As you will know, I am an avid user of the Bushnell trail cams but, until recently, I had not had a go with any of their night vision kit. A few weeks ago, Bushnell sent me the new Equinox Z 6x50mm to have a go with and I must admit, I am pretty impressed! I will doing a more detailed review on this piece of kit in the next few months when I have given it a good trial in a range of situations, but first impressions are really good.
The unit is light and easy to hold and surprisingly small considering its capabilities! It has a rubber-armoured casing, which is water resistant and it feels pretty rugged. It uses an Infrared sensitive CMOS sensor and multi coated optics which increase light transmission and reduce glare.
The aspect that I was most excited about was the record facility. This unit will take either stills or video. For me, this opens up all sorts of possibilities out in the field, as I love recording what I see. It also has a 6x digital zoom and the option adjust the level of IR.
All that is well and good…. but what is it like to use out in the field in the dark??!!! When I first got it, I wandered around the house in the dark… and I could not believe the clarity, even when it was pitch dark. Next, I went on a walk around the garden and up the bridle path, trying out the zoom and variable IR options. Once you know where the appropriate buttons are on the top (and the are pretty easy to remember), then it is amazing. I zoomed in on leaves , branches and caught a glimpse of a rabbit racing away.
What I now needed was somewhere to try it out where I knew there would be some wildlife that would stay around in the dark, giving me a chance to have a go at videoing to see what the quality was really like. Ringing Rob up at Silver Trees on Cannock Chase, I arranged to nip over and spend some time out in the woods there. There is always lots of wildlife and the deer come close into the park to sleep at night.
I met Rob last night, as the light was fading, and we wandered into the woodland area. Stopping at various points, we both tried the unit out on different settings. Again we were blown away with the clarity, even at low level IR.
As we stood there, I kept hearing a buzzing-type clicking noise. I asked Rob what it was, but he could not hear it. Suddenly it was really loud, right above my head and I realised that is was a noctule bat!! The frequency of its calls are a lot lower than that of the Pipistrelles, which only very young ears can hear! I was delighted that I could hear them.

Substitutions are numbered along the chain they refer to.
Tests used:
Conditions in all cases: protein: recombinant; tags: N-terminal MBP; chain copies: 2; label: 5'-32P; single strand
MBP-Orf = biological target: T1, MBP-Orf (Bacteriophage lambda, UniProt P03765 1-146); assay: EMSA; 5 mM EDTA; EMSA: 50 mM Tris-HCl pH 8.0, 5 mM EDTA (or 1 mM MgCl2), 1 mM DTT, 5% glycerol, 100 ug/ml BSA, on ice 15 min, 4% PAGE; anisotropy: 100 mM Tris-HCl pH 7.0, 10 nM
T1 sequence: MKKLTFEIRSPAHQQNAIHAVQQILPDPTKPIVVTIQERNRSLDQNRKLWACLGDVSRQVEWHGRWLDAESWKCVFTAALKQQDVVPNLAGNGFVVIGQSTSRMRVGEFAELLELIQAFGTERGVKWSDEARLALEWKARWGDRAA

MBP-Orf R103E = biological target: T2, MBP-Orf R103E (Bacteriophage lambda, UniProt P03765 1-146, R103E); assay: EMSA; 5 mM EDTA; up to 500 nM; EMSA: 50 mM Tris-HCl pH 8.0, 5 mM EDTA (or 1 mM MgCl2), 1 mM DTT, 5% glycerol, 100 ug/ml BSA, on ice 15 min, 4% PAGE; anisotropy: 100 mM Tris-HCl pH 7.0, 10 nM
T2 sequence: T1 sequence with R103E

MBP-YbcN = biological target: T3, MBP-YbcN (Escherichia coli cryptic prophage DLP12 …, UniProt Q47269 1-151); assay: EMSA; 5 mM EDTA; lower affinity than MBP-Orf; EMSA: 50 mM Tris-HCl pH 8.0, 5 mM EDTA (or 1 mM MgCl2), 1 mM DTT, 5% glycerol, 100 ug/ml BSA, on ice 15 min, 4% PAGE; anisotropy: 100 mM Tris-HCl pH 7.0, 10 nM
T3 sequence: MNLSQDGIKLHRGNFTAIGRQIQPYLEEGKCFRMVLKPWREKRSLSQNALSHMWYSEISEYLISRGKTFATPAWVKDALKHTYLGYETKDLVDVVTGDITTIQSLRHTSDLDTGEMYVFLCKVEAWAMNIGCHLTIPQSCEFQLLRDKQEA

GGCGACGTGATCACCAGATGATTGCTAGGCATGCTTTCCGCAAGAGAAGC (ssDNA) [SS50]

As we wandered through the wonderful sensory darkness, that is a woodland at night, we were both treated to a very special, distinctive call…. that of a nightjar!! Great to know that these amazing birds are back on the Chase and I hope to go out again in a few weeks onto the main site where they like to hunt.
As we turned back toward home, we both heard a hissing type call and recognised it as young tawnies! Rob had seen one chick near a nest box, but these guys were out in the trees and calling for their supper. We sat down in the unfurling bracken and listened……. It is a wonderful experience to be in a woodland at night and if you have not done it, then I recommend you do! Just sit in one place and let the whole place envelope you in a sensory experience. Allow your eyes to be accustomed to the darkness and soak in the wonderful smells of rich soil and emergent foliage. The sounds are the best though. As you lose nearly all your eyesight, your hearing becomes heightened; rustling in the undergrowth, bat calls and Nightjars are very special, but the tawny babies calling was incredible! I scoured the trees with the Equinox as they sounded so close but, despite our best efforts, neither Rob nor I could see them and the batteries were running dangerously low! We just sat and listened to the conversation for ages, with the female calling out of the darkness from time to time. It was wonderful!
Heading back to the main site, I set the Equinox up on my tripod to do a test video of the deer which were dozing in the darkness. They were SO clear through the eyepiece, I wanted to see if this was translated onto the video. Here are the results… I will let you decide!
This is a screen capture from the video. These females are now heavily pregnant….
I aim to try to film some other wildlife with this great piece of kit before I write a full review. Retailing at around the £300 mark, this level of night-vision quality is now becoming affordable to wildlife enthusiasts!